Holy God, forgive us when we fall short of your expectations. May hope, peace, joy, love and thanksgiving be manifested so vividly in our lives that the world may recognize us as Christians. In Christ Jesus’ name we pray, Amen.

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Daily Advent Devotions from Church Street UMC

Thursday, December 2

By Fran Wheeler, Stephen Ministry

Shadows Under the Star

Read Luke 2:35b

“And a sword will pierce your own soul, too.” 

Christmas—a fantasy, all gold and red—excitement and joy! But personal sadness and loss may overshadow Christmas, leaving some adrift and alone, and perhaps feeling guilty for not sharing the joy. Scripture, however, reveals a deeper story, filled with glory, yet also tempered by loss and fear. The story includes circumstances as difficult and heartbreaking as our own might be. Is there a blessing included for those who suffer?

We usually ignore the shadows within the Christmas story, looking only at the glory. Angel appearances mask the fears of a young girl and a man with shattered dreams. Living the hard reality overshadows the joy Mary experienced with Elizabeth. The star, angel choir, and adoring shepherds make us forget that the baby was born far from the comforts of home and family. Even when the child is presented to the Lord, a prophet speaks frightening words: “And a sword will pierce your own soul too.” And soon, as they planned to go home, Herod sent other baby boys to their deaths, forcing Mary and Joseph to flee to Egypt. In spite of exciting moments, Mary indeed had much to ponder in her heart.

What is the lesson for us? Whether we grieve losses or are caught up in the beauty of Christmas, we should remember the sacrifices made: Mary’s fear, the couple’s life forever changed, a difficult journey, a lonely birth, and the prescient words of the pain to come when the baby becomes the rejected Messiah and is crucified. But Christ arose, and his words still ring out: “The light has come into the world and it will never be overcome by darkness.” Whatever our circumstances, Christmas brings to all of us the eternal message of hope.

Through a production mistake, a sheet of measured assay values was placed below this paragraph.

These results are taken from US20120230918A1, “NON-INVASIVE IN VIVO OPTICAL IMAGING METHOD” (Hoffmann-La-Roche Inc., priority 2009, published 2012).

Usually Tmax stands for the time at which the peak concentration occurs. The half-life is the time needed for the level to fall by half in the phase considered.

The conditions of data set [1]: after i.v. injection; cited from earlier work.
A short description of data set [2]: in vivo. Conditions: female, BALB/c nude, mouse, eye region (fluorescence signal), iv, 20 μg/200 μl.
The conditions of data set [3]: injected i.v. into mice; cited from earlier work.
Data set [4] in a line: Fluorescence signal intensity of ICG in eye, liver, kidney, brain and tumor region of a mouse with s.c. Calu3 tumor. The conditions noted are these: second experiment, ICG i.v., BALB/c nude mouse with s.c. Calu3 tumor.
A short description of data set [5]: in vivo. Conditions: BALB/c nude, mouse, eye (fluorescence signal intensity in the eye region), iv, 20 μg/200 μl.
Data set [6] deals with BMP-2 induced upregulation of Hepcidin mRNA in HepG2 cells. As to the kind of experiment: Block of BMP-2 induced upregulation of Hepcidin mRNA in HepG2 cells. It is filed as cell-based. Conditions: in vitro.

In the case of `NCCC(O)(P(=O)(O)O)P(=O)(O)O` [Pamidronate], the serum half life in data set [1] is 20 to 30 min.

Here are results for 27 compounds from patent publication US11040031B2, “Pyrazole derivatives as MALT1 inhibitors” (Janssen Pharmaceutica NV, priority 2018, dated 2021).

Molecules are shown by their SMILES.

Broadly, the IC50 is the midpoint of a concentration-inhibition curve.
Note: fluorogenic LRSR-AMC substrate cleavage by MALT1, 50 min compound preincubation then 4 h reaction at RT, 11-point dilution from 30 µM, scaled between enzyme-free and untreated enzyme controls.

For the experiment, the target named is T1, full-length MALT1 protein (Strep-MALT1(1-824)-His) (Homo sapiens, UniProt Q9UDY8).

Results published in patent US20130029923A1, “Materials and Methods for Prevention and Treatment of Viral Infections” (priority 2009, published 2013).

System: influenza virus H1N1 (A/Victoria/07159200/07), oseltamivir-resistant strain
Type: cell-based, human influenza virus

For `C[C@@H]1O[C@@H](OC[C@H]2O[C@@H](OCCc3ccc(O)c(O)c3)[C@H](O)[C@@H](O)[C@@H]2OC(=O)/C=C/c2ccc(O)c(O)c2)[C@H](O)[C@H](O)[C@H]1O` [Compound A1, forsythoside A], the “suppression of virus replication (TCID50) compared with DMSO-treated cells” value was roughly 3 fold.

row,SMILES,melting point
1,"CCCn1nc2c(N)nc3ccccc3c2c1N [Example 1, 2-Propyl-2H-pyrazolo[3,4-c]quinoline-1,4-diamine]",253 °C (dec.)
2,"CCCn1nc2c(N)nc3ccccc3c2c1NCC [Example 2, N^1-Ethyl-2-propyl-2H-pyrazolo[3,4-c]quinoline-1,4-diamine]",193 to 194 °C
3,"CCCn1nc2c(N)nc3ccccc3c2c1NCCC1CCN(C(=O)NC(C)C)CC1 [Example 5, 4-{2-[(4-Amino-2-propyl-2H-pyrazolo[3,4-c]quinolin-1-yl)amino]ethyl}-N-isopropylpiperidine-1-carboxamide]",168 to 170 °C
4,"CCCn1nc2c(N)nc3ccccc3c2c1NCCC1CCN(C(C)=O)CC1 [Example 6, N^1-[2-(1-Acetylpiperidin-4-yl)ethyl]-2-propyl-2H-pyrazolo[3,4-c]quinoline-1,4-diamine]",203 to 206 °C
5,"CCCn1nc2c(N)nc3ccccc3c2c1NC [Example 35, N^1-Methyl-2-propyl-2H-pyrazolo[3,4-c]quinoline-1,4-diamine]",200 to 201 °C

So for everyone, Hope is the blessing of Christmas.


Lord, as we celebrate Advent and Christmas, help us to recognize and give thanks for the sacrifices made, and walk in the Lord’s everlasting light. Amen.

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Weekly Prayers for the Church Street Family

Week of December 1, 2021

Rev. Jan Buxton Wade

Why, my soul, are you downcast? Why so disturbed within me?

Put your hope in God, for I will yet praise him, my Savior and my God. 

(Ps 42:5)

O Root of Jesse and Hope of our World, upon you we depend, for it was you who sent the Promised One to be born and live among us. The love of Christ has grounded us in the hope that whatever is disquieting us at the given moment does not have the final word; for you make room in all our tomorrows for your own surprises. Even in our darkest hours, we are shored up by that stirring deep within us, that root of hope that you planted there so long ago. Fortify that root, we pray, that we might become living examples, moving in your world with that sense of confident expectation.

Forgive us, O God Ever New, that in our search for newness, we often overlook the sacred gifts you have placed on our doorsteps already.  Help us to ponder your sacred messages written upon the morning, afternoon, and evening skies; turn our gaze to behold your love inscribed upon the radiant hills and mountaintops, painted in vibrant colors across the valleys that surround us. Grant, that with every refreshing raindrop, we may hear you speaking our name.  

Companion Most Compassionate, go before us as we travel these days of Advent, showering us with your prevenient grace. May our footsteps take us to the forgotten byways, the roads less traveled, where the dispossessed are huddled. May our hands be the ones that touch the shoulders of the friendless and forgotten, imparting courage.  May ours be the voices that speak kindness to those who have known only harshness and derision.  And may our spirits be those that offer hope in those places where all seems to be lost.  As you have called us, empower us through your grace, we pray, to serve at your command.   

Truly there is much to torment us in our present world: from automatic weapons being wielded by young and old to the continuing fears of the dreaded virus; from the widening gap between the “have” and “have nots” to the rancorous disputes within our nation’s legislative bodies; from the growing aggressiveness of our country’s enemies to the rage carried out in our own neighborhoods. May we, as the Psalmist, turn to God for solace and strength, believing that any work to bring about change is indeed the Lord’s work and is for his glory.